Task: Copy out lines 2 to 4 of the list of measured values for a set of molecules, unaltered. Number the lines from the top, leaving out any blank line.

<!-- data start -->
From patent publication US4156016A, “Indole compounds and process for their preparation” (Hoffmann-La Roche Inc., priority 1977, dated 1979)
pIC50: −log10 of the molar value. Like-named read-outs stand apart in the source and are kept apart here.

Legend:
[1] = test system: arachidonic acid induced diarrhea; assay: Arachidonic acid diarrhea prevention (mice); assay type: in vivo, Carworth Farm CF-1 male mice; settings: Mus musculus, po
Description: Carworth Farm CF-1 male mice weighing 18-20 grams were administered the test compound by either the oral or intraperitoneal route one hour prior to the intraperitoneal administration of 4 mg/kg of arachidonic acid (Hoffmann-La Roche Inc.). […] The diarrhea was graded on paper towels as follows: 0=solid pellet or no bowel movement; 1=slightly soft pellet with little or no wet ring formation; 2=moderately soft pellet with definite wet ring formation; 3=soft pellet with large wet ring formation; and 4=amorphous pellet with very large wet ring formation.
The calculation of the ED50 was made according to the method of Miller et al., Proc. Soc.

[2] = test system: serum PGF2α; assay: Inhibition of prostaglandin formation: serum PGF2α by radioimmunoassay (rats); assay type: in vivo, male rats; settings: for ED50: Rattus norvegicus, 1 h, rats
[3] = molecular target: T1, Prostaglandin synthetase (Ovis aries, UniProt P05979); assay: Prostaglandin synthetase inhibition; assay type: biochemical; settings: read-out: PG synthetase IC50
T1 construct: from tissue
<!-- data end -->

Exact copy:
pIC50: −log10 of the molar value. Like-named read-outs stand apart in the source and are kept apart here.

Legend:
[1] = test system: arachidonic acid induced diarrhea; assay: Arachidonic acid diarrhea prevention (mice); assay type: in vivo, Carworth Farm CF-1 male mice; settings: Mus musculus, po